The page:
TDS Strategy Memos
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By Ed Kilgore
As a big fan of boring process issues, I have been watching the DNC engineer a major change in the presidential primary calendar, and explained it at New York:
Amid wails of distress from Iowa and New Hampshire, the Democratic National Committee has formally ratified a change in the party’s 2024 presidential primary calendar. Since 1976, Iowa’s caucuses and New Hampshire’s primary were the opening events of the Democratic nominating process; in 2008 they were joined by Nevada’s caucuses in the third position and South Carolina’s primary in the fourth. Under the new calendar, Iowa is out of the early going; South Carolina will move ahead of New Hampshire; and Georgia and Michigan will be added to the early “window” of states allowed to hold primaries before March. The new order of states was recommended by the DNC’s Rules and Bylaws Committee in December after a push from the White House. The DNC will give Georgia and New Hampshire until June to come up with a plan for their primaries that complies with the new calendar; in both cases, the state Democratic Party needs cooperation from Republican lawmakers to execute the changes and may or may not succeed.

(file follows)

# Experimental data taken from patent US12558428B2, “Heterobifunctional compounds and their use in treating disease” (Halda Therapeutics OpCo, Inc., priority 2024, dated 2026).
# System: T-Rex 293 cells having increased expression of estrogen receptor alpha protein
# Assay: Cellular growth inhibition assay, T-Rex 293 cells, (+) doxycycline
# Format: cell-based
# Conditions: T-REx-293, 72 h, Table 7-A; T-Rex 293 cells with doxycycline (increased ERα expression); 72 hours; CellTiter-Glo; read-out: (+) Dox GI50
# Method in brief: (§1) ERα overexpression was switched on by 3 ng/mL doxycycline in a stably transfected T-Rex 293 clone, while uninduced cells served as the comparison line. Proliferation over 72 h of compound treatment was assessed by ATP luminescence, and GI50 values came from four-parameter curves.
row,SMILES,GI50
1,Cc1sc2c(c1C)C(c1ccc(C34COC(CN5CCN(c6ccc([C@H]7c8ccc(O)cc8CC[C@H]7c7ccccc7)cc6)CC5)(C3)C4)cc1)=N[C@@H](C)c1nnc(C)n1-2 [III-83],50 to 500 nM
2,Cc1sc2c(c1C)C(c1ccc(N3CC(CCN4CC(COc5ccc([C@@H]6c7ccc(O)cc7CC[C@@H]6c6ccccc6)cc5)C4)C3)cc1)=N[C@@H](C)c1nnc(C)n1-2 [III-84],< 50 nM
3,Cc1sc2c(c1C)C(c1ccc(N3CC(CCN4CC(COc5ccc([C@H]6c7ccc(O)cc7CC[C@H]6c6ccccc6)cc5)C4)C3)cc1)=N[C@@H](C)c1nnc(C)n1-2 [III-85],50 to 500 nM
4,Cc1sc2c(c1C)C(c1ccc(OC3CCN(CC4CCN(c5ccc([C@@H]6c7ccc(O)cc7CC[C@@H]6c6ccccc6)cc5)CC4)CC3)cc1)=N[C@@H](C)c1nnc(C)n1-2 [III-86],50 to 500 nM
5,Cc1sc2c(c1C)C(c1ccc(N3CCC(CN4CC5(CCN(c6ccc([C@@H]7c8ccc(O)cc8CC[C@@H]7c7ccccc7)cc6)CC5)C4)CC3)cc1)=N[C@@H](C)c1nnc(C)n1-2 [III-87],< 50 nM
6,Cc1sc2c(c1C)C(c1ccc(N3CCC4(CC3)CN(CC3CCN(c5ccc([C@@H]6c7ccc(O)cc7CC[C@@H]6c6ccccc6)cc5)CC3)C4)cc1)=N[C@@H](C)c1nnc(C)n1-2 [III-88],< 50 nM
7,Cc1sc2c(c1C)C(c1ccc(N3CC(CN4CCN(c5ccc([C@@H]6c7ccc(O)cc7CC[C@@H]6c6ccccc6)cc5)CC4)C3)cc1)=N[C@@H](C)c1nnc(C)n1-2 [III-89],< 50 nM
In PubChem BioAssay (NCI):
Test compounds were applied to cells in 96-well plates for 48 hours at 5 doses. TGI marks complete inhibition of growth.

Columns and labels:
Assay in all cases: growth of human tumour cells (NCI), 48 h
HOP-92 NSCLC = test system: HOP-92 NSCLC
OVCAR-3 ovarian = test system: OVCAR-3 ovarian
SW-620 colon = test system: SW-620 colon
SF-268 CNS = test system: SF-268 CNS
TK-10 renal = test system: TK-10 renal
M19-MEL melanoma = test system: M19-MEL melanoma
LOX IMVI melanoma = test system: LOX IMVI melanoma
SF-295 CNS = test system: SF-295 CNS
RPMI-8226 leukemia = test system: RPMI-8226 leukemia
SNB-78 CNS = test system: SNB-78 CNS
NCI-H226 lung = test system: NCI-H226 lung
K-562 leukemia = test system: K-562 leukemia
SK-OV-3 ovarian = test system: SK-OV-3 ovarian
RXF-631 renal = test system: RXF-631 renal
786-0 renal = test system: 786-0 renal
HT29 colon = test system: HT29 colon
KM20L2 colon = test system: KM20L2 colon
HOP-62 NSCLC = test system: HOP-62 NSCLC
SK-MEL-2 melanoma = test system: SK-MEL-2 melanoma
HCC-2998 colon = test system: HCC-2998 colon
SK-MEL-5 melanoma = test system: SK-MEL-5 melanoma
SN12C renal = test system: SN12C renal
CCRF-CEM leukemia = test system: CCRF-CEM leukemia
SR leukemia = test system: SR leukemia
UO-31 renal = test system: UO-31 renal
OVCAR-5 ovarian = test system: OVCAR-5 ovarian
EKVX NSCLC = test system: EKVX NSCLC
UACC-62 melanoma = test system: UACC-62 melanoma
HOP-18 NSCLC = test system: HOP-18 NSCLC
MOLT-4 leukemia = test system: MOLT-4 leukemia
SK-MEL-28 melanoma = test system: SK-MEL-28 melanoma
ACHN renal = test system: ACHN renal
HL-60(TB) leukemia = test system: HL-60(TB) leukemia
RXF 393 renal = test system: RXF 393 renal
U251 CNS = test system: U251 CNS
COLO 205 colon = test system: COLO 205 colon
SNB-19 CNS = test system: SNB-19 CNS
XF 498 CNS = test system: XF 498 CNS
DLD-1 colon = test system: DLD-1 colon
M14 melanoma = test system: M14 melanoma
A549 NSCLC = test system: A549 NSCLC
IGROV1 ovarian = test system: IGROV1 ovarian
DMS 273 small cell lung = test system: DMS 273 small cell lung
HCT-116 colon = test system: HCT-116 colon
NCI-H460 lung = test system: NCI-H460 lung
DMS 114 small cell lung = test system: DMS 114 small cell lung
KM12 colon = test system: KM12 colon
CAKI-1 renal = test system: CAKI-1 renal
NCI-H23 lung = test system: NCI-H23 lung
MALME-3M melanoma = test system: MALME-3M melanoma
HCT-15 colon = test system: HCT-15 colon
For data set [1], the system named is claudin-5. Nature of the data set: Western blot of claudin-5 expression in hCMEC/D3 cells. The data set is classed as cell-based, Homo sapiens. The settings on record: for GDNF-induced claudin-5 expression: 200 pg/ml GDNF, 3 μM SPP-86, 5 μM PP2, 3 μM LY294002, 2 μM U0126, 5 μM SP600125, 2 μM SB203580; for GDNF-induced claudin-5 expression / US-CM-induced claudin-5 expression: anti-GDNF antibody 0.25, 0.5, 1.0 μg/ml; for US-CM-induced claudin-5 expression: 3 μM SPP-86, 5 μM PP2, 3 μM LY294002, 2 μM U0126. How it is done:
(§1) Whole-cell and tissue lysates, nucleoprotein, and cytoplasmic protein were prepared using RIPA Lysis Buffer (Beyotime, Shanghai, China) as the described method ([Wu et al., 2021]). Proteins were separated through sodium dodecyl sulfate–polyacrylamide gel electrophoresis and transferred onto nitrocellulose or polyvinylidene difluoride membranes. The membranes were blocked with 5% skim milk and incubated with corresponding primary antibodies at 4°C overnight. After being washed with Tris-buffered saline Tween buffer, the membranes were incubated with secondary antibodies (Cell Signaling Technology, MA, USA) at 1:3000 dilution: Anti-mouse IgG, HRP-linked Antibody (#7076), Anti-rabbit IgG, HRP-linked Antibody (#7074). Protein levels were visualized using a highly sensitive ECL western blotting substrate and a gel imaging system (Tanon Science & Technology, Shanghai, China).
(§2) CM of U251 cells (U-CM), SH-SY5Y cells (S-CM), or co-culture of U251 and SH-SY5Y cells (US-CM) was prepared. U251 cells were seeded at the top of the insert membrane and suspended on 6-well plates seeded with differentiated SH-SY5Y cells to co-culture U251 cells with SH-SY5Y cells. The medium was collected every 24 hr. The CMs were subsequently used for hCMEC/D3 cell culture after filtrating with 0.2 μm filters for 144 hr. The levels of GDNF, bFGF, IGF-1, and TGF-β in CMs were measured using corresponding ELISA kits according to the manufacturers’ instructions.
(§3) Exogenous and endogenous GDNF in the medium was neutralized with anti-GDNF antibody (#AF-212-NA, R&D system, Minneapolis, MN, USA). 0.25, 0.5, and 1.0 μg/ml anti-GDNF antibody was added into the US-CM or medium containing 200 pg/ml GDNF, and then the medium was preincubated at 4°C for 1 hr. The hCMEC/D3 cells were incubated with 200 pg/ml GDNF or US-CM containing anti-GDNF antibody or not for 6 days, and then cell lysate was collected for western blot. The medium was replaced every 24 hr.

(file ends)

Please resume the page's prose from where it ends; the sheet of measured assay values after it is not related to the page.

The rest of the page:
It’s important to understand that Republicans plan to stick with their old calendar, as they can. Indeed, back in April 2022, the Republican National Committee voted to lock in the traditional early-state order (Iowa, New Hampshire, South Carolina, and Nevada) for 2024. And whatever the national parties decide, it’s state legislatures and parties that determine when primaries happen.
Odds are high that Democrats from Iowa and New Hampshire will hold unsanctioned 2024 contests. This will generate a lot of drama, but it probably won’t matter in this presidential cycle, assuming President Biden runs for renomination without significant opposition. The DNC has said it will revisit the calendar before the 2028 races, but it may signal an intention to preserve this year’s changes by placing heavy sanctions on states that go rogue (e.g., barring them from having delegations at the convention or sanctioning candidates that participate in unauthorized caucuses or primaries).
If, instead, national Democrats conclude that the 2024 reshuffling was just Biden’s way of rewarding the state that saved his bacon in the 2020 primaries (South Carolina) while punishing the states in which he finished fourth (Iowa) and fifth (New Hampshire), and making it even harder for anyone to challenge him, then all bets could be off for 2028. But displacing South Carolina from its new perch at the top of the calendar won’t be easy even with Biden having retired: As those who fought for so many years to displace Iowa can tell you, people will fight to stay No. 1.